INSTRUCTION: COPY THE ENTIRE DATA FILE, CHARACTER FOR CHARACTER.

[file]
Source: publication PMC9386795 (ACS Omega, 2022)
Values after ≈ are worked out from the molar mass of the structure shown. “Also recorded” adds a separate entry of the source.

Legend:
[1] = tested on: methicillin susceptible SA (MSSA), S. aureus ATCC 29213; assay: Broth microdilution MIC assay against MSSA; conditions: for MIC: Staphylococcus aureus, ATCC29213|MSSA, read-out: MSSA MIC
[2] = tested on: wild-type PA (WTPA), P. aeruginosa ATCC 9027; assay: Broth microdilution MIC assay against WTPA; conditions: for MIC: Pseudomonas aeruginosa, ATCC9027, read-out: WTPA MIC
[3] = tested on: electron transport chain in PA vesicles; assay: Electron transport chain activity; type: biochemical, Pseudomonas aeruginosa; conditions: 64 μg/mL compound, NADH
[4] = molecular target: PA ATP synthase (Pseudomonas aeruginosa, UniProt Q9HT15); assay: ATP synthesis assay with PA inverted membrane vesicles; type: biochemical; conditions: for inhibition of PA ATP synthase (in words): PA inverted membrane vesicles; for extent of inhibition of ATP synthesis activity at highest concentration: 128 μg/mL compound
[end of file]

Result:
Source: publication PMC9386795 (ACS Omega, 2022)
Values after ≈ are worked out from the molar mass of the structure shown. “Also recorded” adds a separate entry of the source.

Legend:
[1] = tested on: methicillin susceptible SA (MSSA), S. aureus ATCC 29213; assay: Broth microdilution MIC assay against MSSA; conditions: for MIC: Staphylococcus aureus, ATCC29213|MSSA, read-out: MSSA MIC
[2] = tested on: wild-type PA (WTPA), P. aeruginosa ATCC 9027; assay: Broth microdilution MIC assay against WTPA; conditions: for MIC: Pseudomonas aeruginosa, ATCC9027, read-out: WTPA MIC
[3] = tested on: electron transport chain in PA vesicles; assay: Electron transport chain activity; type: biochemical, Pseudomonas aeruginosa; conditions: 64 μg/mL compound, NADH
[4] = molecular target: PA ATP synthase (Pseudomonas aeruginosa, UniProt Q9HT15); assay: ATP synthesis assay with PA inverted membrane vesicles; type: biochemical; conditions: for inhibition of PA ATP synthase (in words): PA inverted membrane vesicles; for extent of inhibition of ATP synthesis activity at highest concentration: 128 μg/mL compound